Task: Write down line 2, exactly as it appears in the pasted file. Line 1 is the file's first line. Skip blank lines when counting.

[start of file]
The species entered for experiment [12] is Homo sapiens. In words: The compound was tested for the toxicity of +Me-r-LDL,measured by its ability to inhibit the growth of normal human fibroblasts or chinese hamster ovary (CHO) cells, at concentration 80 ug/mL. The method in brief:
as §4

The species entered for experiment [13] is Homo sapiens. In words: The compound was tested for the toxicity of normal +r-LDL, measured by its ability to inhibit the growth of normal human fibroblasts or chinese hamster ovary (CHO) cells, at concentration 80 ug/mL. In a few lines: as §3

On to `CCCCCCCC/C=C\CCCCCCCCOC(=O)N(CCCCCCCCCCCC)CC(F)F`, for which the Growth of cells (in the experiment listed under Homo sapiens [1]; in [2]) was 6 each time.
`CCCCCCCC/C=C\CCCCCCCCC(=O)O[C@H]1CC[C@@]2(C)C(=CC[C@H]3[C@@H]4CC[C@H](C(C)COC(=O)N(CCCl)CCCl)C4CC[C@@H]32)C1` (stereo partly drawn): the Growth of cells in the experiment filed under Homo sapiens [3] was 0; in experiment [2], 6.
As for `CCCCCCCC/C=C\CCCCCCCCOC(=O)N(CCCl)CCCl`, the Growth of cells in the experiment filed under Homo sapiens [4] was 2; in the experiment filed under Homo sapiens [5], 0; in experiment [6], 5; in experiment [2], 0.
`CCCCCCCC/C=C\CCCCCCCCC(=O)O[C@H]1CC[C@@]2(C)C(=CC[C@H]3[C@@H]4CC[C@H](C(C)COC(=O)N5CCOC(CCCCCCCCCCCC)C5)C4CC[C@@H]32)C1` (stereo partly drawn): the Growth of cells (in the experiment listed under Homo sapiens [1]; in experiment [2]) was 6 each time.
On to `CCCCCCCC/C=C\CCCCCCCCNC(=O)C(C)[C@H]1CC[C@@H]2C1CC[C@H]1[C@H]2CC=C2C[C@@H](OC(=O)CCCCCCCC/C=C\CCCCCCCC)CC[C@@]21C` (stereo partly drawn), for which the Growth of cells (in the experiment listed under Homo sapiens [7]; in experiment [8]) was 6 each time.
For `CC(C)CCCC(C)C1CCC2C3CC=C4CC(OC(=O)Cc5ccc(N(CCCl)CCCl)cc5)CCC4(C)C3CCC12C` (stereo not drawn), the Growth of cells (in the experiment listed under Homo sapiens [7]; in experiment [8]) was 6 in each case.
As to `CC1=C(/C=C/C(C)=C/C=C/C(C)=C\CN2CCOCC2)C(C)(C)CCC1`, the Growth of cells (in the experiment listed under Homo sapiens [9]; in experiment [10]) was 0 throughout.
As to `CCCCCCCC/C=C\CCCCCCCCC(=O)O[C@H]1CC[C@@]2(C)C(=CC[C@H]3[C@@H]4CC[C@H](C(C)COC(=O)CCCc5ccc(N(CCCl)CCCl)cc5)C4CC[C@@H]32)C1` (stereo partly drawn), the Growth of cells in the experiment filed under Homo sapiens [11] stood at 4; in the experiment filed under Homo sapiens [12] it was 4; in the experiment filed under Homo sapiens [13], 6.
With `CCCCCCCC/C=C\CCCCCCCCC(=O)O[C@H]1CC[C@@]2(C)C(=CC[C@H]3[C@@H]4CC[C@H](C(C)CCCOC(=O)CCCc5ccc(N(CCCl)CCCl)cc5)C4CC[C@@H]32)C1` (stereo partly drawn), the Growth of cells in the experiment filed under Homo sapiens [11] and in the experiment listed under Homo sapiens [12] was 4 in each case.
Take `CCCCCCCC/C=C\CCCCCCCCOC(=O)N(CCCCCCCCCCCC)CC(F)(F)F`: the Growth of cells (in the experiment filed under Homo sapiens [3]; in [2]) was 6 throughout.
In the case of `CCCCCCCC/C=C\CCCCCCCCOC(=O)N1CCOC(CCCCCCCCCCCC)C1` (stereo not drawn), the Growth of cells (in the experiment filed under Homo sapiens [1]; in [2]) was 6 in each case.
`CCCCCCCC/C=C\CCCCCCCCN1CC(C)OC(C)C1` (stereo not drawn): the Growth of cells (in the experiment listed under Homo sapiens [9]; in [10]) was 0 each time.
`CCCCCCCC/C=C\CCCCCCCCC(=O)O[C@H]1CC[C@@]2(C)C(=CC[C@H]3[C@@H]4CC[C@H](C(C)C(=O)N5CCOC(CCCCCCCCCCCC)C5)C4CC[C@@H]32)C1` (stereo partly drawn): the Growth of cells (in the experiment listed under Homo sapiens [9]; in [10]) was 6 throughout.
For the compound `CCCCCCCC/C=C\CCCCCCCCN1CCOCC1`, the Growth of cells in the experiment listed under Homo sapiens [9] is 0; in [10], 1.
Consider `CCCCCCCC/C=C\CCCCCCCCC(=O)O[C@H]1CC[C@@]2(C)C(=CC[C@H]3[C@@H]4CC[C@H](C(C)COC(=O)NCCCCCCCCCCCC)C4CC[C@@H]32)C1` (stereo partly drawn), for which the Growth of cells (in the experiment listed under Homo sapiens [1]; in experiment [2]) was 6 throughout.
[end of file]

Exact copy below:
as §4